AN ECONOMIC ANALYSIS OF THE FINANCIAL CRISIS IN ARGENTINA
The financial crisis in Argentina may appear to a phenomenon of current origin. In fact, however, Argentina has been a state of financial crisis for more than 20 years, although the intensity of the problems waxed and waned from time to time. There is a tendency among analysts to treat the immediate problems experienced by Argentina as of they are manifestations of something new ù as of yesterday, as of last month, or of the past year. The immediate financial problems being experienced by Argentina, however, can only be understood when they are considered in a broader temporal context (Alvarez-Plata & Schrooten, 2003).
Argentina implemented what some observers described as an unprecedented and successful economic restructuring based on macroeconomic stabilization, trade liberalization, privatization, and public administrative reform in 1989. The 1991 Convertibility Law created a quasi currency board that initially was successful in maintaining price stability. The law linked the value of the peso directly to the value of the United States dollar at a one-to-one ratio. The Argentinean government privatized most state-controlled companies, opened the economy to foreign trade and investment, improved tax collection, and created private pension and workers compensation systems. The privatization initiative and opening of the economy were elements of a plan proposed by the International Monetary Fund (IMF) and strongly supported by IMF's dominant member state, the United States (Newman & Arcentales, 2004).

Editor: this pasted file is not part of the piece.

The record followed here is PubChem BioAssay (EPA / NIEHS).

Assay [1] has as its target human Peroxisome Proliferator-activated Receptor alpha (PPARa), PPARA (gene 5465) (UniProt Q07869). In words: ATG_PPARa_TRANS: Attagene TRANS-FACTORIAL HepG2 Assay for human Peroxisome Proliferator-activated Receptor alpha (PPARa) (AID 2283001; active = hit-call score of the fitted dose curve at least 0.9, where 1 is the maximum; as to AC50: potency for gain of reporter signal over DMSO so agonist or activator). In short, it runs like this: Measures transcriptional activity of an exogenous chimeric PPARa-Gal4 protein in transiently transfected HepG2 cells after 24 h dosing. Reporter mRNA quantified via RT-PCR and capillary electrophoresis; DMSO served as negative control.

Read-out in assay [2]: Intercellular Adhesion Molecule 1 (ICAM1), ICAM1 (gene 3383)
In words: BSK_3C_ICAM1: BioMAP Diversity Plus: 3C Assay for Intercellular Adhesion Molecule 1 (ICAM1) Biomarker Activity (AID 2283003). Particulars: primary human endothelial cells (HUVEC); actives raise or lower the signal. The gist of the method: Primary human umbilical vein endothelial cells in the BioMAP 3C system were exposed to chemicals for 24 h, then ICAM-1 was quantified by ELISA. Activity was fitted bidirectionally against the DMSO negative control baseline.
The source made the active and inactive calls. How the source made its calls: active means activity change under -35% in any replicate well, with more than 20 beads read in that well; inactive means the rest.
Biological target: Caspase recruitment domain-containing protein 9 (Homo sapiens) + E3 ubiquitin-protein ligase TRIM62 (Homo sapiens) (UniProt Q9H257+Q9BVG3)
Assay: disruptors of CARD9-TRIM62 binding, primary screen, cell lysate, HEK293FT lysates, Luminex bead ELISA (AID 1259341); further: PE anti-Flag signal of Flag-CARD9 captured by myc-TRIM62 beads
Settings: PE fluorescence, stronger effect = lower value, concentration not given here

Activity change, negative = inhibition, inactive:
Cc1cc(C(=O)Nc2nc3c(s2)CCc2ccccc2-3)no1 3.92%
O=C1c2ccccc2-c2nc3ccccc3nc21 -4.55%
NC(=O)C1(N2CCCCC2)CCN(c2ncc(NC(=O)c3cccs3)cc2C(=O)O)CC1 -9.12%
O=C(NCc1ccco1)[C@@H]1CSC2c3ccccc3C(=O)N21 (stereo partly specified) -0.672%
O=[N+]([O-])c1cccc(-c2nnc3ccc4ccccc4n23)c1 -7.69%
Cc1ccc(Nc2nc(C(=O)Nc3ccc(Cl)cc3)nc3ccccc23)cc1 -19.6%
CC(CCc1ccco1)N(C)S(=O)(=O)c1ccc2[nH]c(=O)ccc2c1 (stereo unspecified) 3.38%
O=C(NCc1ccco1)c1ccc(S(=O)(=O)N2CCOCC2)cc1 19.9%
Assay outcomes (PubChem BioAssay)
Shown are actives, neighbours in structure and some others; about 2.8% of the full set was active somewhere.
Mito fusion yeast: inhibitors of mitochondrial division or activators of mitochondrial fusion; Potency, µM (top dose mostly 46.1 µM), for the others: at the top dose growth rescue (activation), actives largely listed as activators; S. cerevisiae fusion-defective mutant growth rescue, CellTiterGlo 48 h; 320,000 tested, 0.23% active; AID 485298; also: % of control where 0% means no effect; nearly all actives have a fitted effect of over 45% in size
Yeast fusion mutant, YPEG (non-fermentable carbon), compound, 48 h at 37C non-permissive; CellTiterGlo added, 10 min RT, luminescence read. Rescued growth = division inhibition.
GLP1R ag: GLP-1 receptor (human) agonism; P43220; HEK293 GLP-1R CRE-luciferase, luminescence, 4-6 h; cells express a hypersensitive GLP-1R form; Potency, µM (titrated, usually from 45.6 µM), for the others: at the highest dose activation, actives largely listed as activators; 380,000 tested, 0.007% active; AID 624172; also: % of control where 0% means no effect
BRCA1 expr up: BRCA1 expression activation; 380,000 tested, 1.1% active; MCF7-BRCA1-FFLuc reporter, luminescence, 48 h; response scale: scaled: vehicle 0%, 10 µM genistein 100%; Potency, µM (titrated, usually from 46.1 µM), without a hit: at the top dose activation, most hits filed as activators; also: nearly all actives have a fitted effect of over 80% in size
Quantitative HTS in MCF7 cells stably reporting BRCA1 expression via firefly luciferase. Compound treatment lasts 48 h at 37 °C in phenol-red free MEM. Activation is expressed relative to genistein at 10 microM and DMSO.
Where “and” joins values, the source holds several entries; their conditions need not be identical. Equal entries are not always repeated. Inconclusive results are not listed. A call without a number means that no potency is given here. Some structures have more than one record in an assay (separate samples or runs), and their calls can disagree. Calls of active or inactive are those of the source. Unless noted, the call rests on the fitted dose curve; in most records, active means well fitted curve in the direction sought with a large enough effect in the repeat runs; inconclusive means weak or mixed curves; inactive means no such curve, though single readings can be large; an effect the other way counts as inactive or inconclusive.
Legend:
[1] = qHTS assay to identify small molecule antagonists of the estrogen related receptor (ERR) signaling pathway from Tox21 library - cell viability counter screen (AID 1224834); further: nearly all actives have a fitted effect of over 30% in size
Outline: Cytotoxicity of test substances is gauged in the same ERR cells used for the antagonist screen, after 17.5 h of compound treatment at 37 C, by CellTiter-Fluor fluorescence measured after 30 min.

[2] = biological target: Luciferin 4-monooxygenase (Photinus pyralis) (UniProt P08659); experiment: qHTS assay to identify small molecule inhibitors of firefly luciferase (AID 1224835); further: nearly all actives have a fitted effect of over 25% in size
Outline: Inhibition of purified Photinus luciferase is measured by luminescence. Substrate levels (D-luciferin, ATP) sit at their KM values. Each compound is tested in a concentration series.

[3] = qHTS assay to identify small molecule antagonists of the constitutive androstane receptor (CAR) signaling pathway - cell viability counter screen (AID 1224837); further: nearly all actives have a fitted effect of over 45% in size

Argentina experienced a boom in economic growth beginning in the early-1990s. Following a recession that lasted through most of 1995 and 1996, Argentina's real GDP growth reached eight-percent in 1997 ù higher than the average of six-percent for the 1991-1997 period (Greithner, 2003).
Structural reforms, together with monetary stability, resulted in major new i...